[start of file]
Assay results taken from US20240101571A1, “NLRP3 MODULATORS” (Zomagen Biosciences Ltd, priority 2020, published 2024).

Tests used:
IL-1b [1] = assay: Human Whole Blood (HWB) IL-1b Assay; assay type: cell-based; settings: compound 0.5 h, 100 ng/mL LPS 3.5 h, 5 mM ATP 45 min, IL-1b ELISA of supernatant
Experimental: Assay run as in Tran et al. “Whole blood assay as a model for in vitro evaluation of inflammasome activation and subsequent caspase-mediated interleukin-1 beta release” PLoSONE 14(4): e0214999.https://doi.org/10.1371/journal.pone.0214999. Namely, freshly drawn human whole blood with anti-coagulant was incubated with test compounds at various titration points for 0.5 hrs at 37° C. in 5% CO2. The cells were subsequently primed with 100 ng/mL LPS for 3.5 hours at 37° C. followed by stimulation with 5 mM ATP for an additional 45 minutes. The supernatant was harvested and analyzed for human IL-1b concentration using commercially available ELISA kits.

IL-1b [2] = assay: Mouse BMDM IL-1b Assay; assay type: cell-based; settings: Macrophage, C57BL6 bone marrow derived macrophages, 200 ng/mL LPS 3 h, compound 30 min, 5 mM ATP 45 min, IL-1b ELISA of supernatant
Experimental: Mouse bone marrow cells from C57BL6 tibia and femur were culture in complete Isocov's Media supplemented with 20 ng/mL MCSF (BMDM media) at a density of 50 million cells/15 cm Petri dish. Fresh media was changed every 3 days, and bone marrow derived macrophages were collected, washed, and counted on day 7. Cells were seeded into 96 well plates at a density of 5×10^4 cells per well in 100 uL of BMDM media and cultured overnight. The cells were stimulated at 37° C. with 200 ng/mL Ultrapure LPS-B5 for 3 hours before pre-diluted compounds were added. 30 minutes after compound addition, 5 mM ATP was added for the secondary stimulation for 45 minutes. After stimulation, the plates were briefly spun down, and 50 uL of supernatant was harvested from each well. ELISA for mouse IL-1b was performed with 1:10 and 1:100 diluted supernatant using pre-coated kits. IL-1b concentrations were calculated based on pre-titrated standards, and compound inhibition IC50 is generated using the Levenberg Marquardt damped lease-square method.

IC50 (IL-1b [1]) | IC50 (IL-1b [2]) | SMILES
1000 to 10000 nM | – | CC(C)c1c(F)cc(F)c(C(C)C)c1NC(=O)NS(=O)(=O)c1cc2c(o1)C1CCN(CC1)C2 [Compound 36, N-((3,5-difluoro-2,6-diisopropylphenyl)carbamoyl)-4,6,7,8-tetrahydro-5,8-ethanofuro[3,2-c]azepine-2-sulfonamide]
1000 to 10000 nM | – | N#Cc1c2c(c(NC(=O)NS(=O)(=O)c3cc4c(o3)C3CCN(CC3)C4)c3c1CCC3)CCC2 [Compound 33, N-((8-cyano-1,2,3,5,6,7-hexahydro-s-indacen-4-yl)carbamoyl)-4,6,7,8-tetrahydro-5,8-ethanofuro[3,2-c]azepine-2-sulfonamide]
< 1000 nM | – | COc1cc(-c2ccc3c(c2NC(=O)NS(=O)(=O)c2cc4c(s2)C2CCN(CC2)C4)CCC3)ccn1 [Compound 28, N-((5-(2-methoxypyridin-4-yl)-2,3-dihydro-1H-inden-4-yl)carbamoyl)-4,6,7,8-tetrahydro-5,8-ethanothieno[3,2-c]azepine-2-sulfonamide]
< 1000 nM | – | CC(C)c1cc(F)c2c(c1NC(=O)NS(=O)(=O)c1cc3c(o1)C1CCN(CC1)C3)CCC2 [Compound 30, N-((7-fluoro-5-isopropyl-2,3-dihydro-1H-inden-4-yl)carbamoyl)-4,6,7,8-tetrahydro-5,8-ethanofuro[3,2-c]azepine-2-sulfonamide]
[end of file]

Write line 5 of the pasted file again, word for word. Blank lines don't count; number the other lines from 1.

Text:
IL-1b [2] = assay: Mouse BMDM IL-1b Assay; assay type: cell-based; settings: Macrophage, C57BL6 bone marrow derived macrophages, 200 ng/mL LPS 3 h, compound 30 min, 5 mM ATP 45 min, IL-1b ELISA of supernatant